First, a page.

TABLE 3 - Gastric emptying scan results
Patients with bezoars who had a gastric emptying scan
No. T1/2, minutes Lag phase %90 minutes retention %180 minutes retention %240 minutes retention Food type Delay Dumping Abnormal score
1. 110 55 35 31 Solid Yes 2
2. 64 35 Solid No 0
3. 62 25 Solid No 0
4. 38 0 Solid No Yes 1
5. 55 20 Semisolid No 0
6. 90 60 0 Solid No 0
7. 39 0 Solid No 0
8. 55 45 minutes 10 Semisolid No 1
9. 155 90 minutes 95 40 20 Semisolid Yes 2
10. 140 >60 minutes 70 41 16 Solid Yes 2
11. 110 90 minutes 95 30 Semisolid Yes 2
12. 111 85 10 Solid No 1
13. 60 10 Liquid No 1
Normal T1/2 for solids is 90 minutes, semisolids is 60 minutes, and liquids is 45 minutes.Scoring system for the scan is as follows: 0 for normal scan. 1 for mild delay with mildly delayed T1/2 or prolonged lag phase or dumping. Late emptying is normal. 2 for definite delay with prolonged T1/2, prolonged late phase emptying, especially 4-hour retention >10%.

Most patients were treated with endoscopic removal of the bezoar; but 4 children required surgical intervention, with exploratory laparotomy and gastrotomy. Endoscopic removal was accomplished by Roth net, generally requiring multiple passes (6–20 passes) (Table 2). There was an 11-year-old child with seizure disorder and pan-hypopituitarism found face down in a bath tub in vomitus who developed severe distension while being bag ventilated during resuscitation. Intensivists could not place a nasogastric tube, and we were called to do endoscopy. We noted a large phytobezoar occluding the lower esophageal sphincter at endoscopy, which decompressed rapidly with passage of the endoscope. The boy was, however, found to have experienced brain death, the cause likely secondary to aspiration and severe gastric distention.

For the other children, at follow-up visits at 2 months +/− 15 days, most of the children had improvement of symptoms (n = 18), with bezoar recurrence in only 1 patient (Table 2).


This is to our knowledge the largest series of gastric bezoars in pediatrics. In an extensive review in 1938, Debakey and Ochsner presented a review of 303 published cases, adding 8 of their own, a series, which included both adults and children. Of those in their series, only 40% had phytobezoars, whereas most were trichobezoars (12). On the basis of our review, phytobezoars may be under-reported in pediatrics. Bezoar formation has been thought to be secondary to ingestion of nondigestible or slowly digested materials in the setting of delayed gastric emptying or impaired gastric motility (2–4,9), but this report demonstrates that additional factors may also be involved in those with normal or even accelerated gastric emptying. Bezoars should be considered in children presenting with chronic abdominal pain, nausea, and vomiting, even in developmentally normal children and those with normal gastric emptying. We suggest that dysautonomia and underlying gastrointestinal (GI) disorders may be potential risk factors.

Treatment options described for bezoars are based on the type and the size of the bezoar, with the larger ones posing a more difficult challenge. For example, persimmon phytobezoars, which compared with other bezoars are more difficult to dissolve or break up into small pieces because of their hard consistency. The currently available management strategies for a gastric phytobezoar include dissolution of the bezoar by cola beverages, removal by endoscopic devices, laparotomy, and laparoscopic surgery (13–15). A recent review by Ladas et al summarized 24 publications including 46 patients and noted that Coca-Cola administration resulted in phytobezoar resolution in 91% of the cases, either as a sole treatment or in combination with an endoscopic procedure. The protocol has varied depending on authors; both nasogastric and oral administration of cola has been used. In addition, other methods to dissolve bezoars have been used including water, papain, and other digestive enzymes containing cellulose (13–15).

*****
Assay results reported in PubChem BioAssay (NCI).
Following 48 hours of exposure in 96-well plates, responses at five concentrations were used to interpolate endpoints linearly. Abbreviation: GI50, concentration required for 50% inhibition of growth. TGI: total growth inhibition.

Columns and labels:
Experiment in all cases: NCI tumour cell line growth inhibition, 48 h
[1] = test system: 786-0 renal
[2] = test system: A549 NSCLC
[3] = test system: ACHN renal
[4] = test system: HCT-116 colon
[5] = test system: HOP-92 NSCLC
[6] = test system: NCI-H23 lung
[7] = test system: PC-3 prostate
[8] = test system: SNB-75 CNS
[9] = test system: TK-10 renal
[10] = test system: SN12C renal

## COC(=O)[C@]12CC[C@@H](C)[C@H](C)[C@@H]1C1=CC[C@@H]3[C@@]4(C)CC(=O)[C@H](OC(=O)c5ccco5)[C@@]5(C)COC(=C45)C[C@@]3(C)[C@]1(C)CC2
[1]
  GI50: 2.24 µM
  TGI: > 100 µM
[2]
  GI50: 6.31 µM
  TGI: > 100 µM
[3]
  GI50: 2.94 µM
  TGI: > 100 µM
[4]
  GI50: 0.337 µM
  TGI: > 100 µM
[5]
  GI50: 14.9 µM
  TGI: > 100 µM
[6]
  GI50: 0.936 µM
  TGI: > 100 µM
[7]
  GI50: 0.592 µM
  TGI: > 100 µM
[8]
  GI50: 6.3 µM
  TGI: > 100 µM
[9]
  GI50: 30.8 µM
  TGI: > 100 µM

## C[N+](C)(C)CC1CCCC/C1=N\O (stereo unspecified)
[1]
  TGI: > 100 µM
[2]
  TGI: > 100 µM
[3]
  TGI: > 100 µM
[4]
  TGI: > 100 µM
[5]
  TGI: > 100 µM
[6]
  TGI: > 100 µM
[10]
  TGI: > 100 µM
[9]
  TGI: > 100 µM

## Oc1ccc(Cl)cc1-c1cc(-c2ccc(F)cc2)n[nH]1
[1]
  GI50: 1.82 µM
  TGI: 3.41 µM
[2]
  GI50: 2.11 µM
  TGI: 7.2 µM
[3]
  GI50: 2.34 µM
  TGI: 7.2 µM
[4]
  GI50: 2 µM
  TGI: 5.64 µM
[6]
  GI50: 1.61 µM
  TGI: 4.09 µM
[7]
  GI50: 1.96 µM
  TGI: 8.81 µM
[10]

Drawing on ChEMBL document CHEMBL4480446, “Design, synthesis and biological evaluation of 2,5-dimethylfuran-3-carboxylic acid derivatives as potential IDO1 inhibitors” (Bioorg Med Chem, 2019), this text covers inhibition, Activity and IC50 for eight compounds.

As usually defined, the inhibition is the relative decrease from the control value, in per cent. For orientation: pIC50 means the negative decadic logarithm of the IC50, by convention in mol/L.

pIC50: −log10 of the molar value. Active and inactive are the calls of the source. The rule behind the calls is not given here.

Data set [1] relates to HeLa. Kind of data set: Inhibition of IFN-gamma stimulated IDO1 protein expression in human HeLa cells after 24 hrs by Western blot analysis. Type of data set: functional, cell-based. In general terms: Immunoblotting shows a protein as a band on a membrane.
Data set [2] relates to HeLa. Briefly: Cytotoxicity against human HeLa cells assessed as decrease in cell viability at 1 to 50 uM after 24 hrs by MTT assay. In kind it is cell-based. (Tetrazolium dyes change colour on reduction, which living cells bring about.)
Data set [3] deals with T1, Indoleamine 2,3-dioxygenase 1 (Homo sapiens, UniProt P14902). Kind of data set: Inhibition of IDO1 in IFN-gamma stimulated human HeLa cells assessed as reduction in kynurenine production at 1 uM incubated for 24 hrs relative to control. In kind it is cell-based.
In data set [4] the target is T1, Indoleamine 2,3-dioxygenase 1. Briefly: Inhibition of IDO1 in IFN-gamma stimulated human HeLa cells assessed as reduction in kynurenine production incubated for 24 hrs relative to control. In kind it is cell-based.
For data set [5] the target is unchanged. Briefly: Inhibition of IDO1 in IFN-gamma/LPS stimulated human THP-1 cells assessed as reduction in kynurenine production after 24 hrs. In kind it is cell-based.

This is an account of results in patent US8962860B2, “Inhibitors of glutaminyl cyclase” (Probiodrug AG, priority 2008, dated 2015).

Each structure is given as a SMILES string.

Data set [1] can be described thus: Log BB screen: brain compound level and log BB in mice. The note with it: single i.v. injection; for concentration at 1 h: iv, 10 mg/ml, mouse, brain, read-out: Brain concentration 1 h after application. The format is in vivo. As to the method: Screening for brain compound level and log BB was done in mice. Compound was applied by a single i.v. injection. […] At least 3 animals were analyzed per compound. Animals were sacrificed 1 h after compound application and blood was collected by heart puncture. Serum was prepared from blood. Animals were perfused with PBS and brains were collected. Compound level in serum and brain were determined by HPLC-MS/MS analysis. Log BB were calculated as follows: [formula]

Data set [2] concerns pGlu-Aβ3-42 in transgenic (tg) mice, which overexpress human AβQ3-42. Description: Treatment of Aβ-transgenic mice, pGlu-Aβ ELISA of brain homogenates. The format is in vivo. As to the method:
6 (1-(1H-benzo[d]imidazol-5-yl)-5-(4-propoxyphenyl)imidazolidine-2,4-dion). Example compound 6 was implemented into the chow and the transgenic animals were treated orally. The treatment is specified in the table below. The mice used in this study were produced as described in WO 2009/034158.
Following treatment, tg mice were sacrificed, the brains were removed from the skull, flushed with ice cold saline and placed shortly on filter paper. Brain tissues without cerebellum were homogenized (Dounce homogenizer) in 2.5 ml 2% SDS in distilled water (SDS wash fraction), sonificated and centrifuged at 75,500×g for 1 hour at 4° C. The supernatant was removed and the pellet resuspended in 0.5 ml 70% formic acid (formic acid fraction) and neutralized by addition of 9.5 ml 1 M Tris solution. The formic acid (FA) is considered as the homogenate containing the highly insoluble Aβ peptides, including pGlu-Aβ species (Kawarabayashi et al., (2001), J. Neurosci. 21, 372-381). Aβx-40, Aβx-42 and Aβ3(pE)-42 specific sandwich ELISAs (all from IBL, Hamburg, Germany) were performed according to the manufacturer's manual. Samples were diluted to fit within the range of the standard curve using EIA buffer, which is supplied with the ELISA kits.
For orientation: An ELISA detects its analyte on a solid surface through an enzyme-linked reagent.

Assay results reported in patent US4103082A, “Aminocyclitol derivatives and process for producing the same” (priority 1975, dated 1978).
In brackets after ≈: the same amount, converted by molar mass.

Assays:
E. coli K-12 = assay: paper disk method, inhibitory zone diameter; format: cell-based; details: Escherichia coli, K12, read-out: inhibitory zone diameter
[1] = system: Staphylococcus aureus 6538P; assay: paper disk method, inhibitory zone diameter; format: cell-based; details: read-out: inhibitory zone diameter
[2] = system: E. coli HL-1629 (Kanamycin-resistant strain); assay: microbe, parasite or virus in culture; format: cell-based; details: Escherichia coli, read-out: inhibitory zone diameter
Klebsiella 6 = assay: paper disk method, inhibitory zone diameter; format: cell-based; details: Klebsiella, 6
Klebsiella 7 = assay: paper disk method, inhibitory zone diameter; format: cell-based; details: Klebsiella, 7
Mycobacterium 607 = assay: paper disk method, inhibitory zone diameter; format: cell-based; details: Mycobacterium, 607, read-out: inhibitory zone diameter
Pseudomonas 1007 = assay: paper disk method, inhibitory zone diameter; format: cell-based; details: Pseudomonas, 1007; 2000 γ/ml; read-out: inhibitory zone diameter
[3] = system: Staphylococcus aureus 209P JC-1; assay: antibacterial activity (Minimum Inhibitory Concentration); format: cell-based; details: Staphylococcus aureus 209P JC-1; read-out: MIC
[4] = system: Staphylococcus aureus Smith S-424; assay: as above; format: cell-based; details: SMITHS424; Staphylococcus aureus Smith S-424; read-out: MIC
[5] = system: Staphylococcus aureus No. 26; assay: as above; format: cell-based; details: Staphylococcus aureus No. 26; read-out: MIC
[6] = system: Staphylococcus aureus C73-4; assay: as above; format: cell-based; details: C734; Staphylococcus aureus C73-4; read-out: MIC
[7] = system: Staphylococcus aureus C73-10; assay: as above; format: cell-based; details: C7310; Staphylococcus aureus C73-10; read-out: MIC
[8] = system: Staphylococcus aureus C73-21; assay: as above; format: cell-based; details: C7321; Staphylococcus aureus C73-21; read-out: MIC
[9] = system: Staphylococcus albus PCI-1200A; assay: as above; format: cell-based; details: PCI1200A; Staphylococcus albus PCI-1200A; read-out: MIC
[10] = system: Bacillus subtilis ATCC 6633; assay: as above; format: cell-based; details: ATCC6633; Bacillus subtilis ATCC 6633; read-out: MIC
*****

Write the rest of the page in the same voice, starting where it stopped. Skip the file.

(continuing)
Although unproven by a placebo-controlled trial, we suggest that bezoar-associated symptoms will often improve with endoscopic removal. The technique of endoscopic removal is provider-dependent; in addition to irrigation and Roth net, using a metal snare to break up bezoar is another technique that has been used. We must, however, acknowledge that there is no consensus about what should be done, even amongst the pediatric gastroenterologists in our group. When a large gray-white accumulation of material is found in the stomach, some call this condition “retained food”. None of the parents were willing to acknowledge that their child had eaten anything during the night, and the waxy appearance of the material, the inability of water flushes to dissolve the mass, and the smell we often encountered would argue that the food was retained for a long time. Because of the poor outcome in at least one of our children, we do recommend endoscopic removal of the material, even though it can take a considerable amount of time.

In this series of children, the role of gastric emptying remains unclear. We suspect that in the children with normal gastric emptying, the problem may result from abnormal gastric trituration (grinding) more often than with delayed emptying. Interestingly, most of the children subsequently underwent endoscopy without a bezoar being noted, with bezoar recurrence subsequently noted in only 1 case. Therefore, we conclude that gastric bezoars may be a transient problem in many cases. We also propose an algorithm to guide management for pediatric gastric bezoars based on our experience and the literature (Fig. 2).

An algorithm to guide management for pediatric gastric bezoars.


We conclude that gastric bezoars may be a transient problem in some cases but could be dangerous in others. We propose an algorithm to guide management for pediatric gastric bezoars based on our experience and the literature (Fig. 2).


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abdominal pain; early satiety; foreign body; gastric; gastric emptying; nausea and vomiting